Joshua Bloom


"The vocal splendor of Joshua Bloom’s Leporello…"


"The real stage animal on this occasion was Joshua Bloom, dashing and larger than life, who sang a rip-roaring ‘I am a Pirate King’ and boomed through his dialogue."


"Rattle didn’t disappoint either, provoking passionate performances from his orchestra and excellent soloists: in particular… Joshua Bloom (Daedalus)."

Financial Times

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Australian/American bass Joshua Bloom has sung principal roles with major houses including Opera Australia, San Francisco Opera, LA Opera, Santa Fe Opera, Wiener Staatsoper, New York’s Metropolitan Opera, Washington National Opera, English National Opera, Oper Köln, Badisches Staatstheater, Opera Northern Ireland, Israeli Opera and Garsington Opera.

Bloom’s 2018-19 season includes role debuts in the title role of Bartok’s Bluebeard’s Castle, Méphistophélès in Berlioz’ Le Damnation de Faust, Oroveso Norma, and Kecal The Bartered Bride. He will also return to the role of Leporello Don Giovanni. His season opens with a world premiere of Richard Ayres The Garden, with the Asko Schönberg Ensemble. The piece is an opera for solo bass and electronics that was written for Joshua and receives its London premiere in 2019 with the London Sinfonietta. 2018/19 sees Bloom working with conductors including Edward Gardner, André de Ridder, Jan van Steen and David Stern. He will make debuts with the City of Birmingham Symphony and Philharmonia Orchestras, and Palm Beach Opera. He will make his house debut at the Royal Opera House, Covent Garden in 2020.

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Richard Ayres's The Garden

London Sinfonietta, Queen Elizabeth Hall, April 2019

It was superbly performed, with the solo bass Joshua Bloom playing all the roles with virtuoso flair (and sometimes using a vocoder to change the timbre of his voice)

Andrew Clements, The Guardian, 18 April 2019

As sung, spoken and emoted by the versatile bass Joshua Bloom

Richard Morrison, The Times, 18 April 2019

Leporello in Don Giovanni

Palm Beach Opera, February 2019

Andrei Bondarenko and Joshua Bloom as respectively the Don and his servant make a memorable pair, jousting with each other as well as with the other characters. Leporello’s ‘Catalogue’ aria is terrifically staged and sung, Bloom’s huge, deep voice combining with superb comic timing as he hands one folder after another to the astonished Donna Elvira.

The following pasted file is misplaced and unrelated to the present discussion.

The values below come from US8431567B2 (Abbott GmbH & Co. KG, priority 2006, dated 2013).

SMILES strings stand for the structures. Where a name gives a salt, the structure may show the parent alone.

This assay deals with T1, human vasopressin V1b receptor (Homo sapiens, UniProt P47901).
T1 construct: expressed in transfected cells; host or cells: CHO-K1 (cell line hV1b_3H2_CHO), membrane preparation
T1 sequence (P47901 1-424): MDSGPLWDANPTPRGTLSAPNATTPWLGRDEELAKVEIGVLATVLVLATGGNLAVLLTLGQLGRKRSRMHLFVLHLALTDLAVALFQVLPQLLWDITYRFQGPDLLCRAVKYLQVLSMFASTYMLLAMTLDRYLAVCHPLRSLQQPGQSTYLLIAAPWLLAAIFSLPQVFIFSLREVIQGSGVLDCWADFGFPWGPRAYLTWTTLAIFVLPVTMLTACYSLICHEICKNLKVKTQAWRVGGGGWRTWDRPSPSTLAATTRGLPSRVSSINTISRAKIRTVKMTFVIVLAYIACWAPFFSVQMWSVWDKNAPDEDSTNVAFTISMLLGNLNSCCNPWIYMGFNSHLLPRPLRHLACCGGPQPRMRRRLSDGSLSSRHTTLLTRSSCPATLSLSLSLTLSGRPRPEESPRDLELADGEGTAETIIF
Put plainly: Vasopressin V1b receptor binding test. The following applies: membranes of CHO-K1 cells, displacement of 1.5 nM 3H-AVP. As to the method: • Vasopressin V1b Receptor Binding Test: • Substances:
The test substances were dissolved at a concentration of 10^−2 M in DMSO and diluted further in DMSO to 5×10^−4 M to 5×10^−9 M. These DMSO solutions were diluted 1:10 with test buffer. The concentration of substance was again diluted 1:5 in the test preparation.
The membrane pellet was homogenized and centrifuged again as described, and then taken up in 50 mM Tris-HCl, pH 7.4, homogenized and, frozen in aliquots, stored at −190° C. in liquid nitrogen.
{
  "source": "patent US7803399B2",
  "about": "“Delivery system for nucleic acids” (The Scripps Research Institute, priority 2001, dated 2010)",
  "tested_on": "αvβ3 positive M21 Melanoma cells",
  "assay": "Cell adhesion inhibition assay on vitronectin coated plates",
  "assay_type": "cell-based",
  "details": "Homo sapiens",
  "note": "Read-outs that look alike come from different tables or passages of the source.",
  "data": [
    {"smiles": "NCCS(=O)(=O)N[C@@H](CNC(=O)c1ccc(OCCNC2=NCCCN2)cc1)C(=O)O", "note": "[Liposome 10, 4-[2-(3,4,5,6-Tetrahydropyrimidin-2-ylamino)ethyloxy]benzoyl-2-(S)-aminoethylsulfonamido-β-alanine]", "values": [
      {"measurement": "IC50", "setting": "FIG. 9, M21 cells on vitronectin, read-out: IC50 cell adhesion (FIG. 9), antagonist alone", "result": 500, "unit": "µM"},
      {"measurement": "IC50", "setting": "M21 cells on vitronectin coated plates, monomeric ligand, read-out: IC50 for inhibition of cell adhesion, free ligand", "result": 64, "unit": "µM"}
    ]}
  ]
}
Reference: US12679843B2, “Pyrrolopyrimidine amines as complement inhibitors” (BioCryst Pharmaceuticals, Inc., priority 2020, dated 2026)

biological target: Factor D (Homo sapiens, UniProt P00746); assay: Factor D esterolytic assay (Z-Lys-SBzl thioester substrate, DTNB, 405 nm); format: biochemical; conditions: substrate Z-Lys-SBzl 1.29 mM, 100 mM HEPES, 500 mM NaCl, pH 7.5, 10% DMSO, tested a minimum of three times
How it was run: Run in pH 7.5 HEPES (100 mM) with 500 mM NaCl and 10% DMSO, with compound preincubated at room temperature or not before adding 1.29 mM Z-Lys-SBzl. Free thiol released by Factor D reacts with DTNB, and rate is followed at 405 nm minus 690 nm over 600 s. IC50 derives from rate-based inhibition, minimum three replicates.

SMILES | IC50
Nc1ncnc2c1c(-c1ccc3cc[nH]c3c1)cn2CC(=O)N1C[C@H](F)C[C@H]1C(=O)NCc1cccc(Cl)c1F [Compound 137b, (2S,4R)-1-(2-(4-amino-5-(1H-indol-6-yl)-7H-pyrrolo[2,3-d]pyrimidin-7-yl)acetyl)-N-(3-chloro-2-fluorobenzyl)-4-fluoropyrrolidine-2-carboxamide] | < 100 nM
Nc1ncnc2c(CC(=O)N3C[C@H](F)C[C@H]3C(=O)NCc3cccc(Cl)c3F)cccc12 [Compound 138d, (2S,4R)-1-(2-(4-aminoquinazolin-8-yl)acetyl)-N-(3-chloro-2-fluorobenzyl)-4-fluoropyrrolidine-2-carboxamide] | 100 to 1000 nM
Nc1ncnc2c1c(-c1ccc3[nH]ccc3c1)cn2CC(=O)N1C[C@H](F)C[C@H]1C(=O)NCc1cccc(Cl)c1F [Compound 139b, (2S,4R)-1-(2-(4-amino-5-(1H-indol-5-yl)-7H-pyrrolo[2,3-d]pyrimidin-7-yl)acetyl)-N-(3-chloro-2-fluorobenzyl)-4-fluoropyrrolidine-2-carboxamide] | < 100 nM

David M Rice, Classical Source, 22 February 2019​

Towering physically and vocally over the others was Joshua Bloom’s imposing performance of Giovanni’s sidekick and alter ego, Leporello. Bloom’s glorious bass sound and strong stage presence made the famous “Catalogue” aria (an enumeration of Giovanni’s conquests, here accomplished with a typewriter) a highlight early on.

Robert Croan, Palm Beach Daily News, 23 February 2019

Stravinsky's Threni

London Philharmonic Orchestra, Royal Festival Hall, December 2018, cond. Vladimir Jurowski

Among the soloists, tenor Sam Furness and bass Joshua Bloom stood out in their long, unaccompanied exchange at the work’s centre... Terrific stuff, wonderfully well done.

Tim Ashley, The Guardian, 9 December 2018

Excellent soloists too, and if I pick out tenor Sam Furness and bass Joshua Bloom for special praise, that is only for the quantity of their solo work in a uniformly fine line-up.

Gavin Dixon, The Arts Desk, 10 December 2018

Title role in Le Nozze di Figaro

Garsington Opera, June 2017, cond. Douglas Boyd

Joshua Bloom’s Figaro is equally definitive; he’s just lovable enough, just daft enough, to make you sympathize with his character, and his singing is first rate – angrily blustering without losing the line in ‘Se vuol ballare’ and ‘Aprite un po’ quegli occhi’ and mellifluous in ensemble

Melanie Eskenazi, Music OMH

I have never known a Figaro like Joshua Bloom’s – a gale-force character with a thunderous sound

Michael Church, The Independent

...a wonderfully controlled and methodically crafted Figaro, his huge vocal capacity never once overwhelming his musical intellect. When challenging the Count’s proprietorial assumptions, Bloom’s voice was indignantly resonant; but when, in Act 4, Figaro believed himself duped and betrayed, Figaro was endowed with a credible vulnerability, which tempered Bloom’s sturdy baritone. Bloom has presence, panache and vocal power: a winning triplet

Claire Seymour, Opera Today

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